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Addiction Help: Major League Baseball versus the Union

The problem with addiction and sports is like spy versus spy in Mad Magazine: nobody is getting ahead. The first step in dealing with drugs and young people is education, but I can’t figure where the player’s union is on the issue of prescription drugs or whether or not players are going to get addiction help.

If you go to MLB.com and read through Mr. Mitchell’s Report to the Commissioner of Baseball of An Independent Investigation into the Illegal Use of Steroids and Other Performance Enhancing Substances, it is pretty obvious that the players’ union wants little to do with a drug free environment. Mr. Fehr, head of the union, granted one interview, and offered no immediate help or a solution. Perhaps Mr. Fehr doesn’t want a drug free environment and doesn’t want the players to get addiction help – not an attitude I can root for.

The amount of addiction help that has been needed and will be needed in this country can’t be blamed on baseball, yet the players union is certainly contributing to the idea that prescription drugs are safe.

While past performance is no guarantee of future performance you can bet that whatever Commissioner Selig proposes, Donald Fehr will be there to stop it.

Prescription drug addiction and abuse is a plague, and it needs to be dealt with. Mr. Fehr should wake up. Commissioner Selig wants to put a stop on drug abuse in baseball and I hope he is successful. The players union should get behind the effort. If not Mr. Fehr, perhaps the players themselves should step up.

I am sure I don’t have all of the information Mr. Fehr has, but granting only one interview is pathetic. Maybe Mr. Fehr doesn’t read his local newspaper, or perhaps he hasn’t been apprised of the problems prescription drugs are creating with the youth of America. If not, one of his “advisors” should let him in on the secret. There is a problem with steroid abuse among young hopeful athletes.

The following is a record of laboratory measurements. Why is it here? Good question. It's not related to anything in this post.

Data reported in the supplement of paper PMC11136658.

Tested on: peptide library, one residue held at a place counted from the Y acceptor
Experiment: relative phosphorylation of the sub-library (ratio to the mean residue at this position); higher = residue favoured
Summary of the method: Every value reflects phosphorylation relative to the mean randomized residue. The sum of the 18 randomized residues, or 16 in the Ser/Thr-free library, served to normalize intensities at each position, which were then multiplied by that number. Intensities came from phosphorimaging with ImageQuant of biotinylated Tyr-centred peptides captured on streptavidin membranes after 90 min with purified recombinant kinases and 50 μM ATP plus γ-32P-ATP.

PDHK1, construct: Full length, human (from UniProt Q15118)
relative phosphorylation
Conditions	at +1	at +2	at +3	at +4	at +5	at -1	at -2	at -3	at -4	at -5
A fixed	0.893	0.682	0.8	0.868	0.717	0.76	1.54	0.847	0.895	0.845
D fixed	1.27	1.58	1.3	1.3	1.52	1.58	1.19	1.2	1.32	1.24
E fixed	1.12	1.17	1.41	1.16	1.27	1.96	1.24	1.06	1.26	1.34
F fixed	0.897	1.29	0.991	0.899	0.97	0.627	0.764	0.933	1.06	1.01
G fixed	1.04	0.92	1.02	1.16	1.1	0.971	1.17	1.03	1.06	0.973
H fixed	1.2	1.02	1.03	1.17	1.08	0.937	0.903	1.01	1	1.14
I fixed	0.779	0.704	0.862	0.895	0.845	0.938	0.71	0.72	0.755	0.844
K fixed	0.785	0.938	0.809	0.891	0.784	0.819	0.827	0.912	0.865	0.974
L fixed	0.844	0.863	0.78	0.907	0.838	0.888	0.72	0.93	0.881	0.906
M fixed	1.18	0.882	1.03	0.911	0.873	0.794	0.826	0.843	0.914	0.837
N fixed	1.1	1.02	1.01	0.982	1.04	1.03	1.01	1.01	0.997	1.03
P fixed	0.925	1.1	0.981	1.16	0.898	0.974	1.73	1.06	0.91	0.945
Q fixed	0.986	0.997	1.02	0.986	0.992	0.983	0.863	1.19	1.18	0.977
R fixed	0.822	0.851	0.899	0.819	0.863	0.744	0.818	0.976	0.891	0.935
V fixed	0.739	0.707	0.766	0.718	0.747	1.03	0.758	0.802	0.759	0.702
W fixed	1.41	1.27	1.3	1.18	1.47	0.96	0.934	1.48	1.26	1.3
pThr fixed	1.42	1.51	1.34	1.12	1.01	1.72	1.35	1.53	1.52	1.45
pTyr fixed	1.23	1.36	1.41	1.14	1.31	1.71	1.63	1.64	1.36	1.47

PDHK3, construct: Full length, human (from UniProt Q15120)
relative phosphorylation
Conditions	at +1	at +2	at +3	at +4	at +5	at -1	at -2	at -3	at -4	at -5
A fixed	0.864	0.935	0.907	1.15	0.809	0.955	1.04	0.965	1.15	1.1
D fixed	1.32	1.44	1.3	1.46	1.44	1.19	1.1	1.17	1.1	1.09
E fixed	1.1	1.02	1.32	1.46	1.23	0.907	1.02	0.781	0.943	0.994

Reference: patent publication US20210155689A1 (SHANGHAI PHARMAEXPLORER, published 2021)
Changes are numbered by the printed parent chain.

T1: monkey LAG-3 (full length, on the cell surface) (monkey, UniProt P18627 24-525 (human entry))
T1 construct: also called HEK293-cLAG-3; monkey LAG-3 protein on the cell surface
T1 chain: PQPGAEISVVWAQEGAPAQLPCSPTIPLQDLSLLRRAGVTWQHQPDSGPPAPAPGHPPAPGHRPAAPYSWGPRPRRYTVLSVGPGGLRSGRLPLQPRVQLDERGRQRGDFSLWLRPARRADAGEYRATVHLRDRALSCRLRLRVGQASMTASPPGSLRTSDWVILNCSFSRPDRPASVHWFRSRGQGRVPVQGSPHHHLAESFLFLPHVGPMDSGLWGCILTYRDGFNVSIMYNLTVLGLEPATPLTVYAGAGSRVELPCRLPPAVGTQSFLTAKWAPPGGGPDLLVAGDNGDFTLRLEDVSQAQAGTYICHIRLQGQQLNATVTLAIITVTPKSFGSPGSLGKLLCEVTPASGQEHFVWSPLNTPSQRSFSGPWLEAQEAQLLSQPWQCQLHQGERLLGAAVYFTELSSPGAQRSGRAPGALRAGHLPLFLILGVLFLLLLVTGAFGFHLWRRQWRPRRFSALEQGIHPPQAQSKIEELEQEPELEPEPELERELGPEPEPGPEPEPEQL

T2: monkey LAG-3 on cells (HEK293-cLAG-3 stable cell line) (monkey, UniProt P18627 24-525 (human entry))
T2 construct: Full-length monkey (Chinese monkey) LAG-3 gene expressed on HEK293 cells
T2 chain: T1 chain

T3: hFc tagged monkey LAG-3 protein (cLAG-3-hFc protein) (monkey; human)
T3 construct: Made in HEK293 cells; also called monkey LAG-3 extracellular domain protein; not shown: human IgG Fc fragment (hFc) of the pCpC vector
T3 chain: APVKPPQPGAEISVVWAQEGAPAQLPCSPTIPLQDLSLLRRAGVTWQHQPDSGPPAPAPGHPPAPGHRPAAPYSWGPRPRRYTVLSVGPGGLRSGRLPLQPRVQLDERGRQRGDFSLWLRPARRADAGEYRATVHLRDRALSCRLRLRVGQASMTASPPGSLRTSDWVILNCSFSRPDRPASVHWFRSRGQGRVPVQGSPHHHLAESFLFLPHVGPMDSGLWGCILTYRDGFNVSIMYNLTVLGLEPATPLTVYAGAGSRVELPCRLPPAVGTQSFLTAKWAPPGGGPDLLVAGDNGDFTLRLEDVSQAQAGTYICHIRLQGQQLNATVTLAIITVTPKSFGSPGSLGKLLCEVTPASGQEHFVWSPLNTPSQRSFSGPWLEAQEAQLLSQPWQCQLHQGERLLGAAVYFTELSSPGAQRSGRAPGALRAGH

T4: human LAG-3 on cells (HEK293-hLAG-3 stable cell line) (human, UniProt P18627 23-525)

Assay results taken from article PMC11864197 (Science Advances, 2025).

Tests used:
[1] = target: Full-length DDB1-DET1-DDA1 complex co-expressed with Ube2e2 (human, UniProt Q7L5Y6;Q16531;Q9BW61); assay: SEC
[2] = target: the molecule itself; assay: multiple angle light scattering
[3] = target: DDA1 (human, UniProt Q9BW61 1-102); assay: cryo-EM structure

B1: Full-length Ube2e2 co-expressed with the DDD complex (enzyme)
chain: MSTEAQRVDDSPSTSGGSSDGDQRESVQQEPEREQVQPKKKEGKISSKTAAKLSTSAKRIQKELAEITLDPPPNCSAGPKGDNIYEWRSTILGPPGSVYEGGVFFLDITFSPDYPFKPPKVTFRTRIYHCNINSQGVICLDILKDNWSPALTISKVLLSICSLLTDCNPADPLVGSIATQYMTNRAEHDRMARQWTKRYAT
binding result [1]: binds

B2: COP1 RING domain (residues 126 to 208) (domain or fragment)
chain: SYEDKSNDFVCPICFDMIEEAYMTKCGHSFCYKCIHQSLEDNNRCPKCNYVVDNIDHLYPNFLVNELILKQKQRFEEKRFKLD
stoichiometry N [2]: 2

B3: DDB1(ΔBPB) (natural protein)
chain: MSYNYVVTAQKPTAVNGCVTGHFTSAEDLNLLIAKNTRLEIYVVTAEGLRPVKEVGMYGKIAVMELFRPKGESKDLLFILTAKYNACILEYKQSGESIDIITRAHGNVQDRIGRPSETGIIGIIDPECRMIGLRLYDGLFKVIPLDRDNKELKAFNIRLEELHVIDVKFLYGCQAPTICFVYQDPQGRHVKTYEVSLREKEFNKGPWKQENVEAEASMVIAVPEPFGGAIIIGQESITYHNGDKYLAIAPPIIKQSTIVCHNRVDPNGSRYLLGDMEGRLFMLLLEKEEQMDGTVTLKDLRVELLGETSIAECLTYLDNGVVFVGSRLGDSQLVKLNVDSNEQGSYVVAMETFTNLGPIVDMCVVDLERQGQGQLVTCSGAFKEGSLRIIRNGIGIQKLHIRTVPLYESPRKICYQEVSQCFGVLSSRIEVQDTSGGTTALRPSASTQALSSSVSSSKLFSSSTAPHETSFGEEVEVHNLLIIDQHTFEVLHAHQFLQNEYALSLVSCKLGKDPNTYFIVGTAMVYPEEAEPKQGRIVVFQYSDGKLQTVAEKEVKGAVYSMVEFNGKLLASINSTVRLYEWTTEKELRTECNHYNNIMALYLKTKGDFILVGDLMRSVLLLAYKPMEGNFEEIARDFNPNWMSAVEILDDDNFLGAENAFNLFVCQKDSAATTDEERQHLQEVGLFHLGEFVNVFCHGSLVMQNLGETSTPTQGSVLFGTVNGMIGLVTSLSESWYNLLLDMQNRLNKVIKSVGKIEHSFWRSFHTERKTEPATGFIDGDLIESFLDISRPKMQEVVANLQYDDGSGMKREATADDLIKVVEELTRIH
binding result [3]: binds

Concerning the players that did take drugs for performance, if they have a World Series ring, take it away. And remove their names from the rosters of the champions. And you could take away the trophy from the club house. Tell the owners they will be treated like any other athlete who cheats in the Olympics, they lose their medals.

Players should realize they can help the situation and stand up to demand a drug free work place.

Mr. Fehr should be pushing to ensure that athletes get the addiction help they need, and should be doing everything he can to give them a drug free work place. Commissioner Selig should continue to push his plan forward. Oh, yes, and where will the owners be in all this? Let’s wait and find out.

Drug abuse and the need for addiction help services in professional sports is nothing new, maybe this report will be a step towards correcting that issue and making athletes perform “au natural”. Less addiction treatment will be needed when baseball players and other athletes are setting an example that young people can look up to and emulate.

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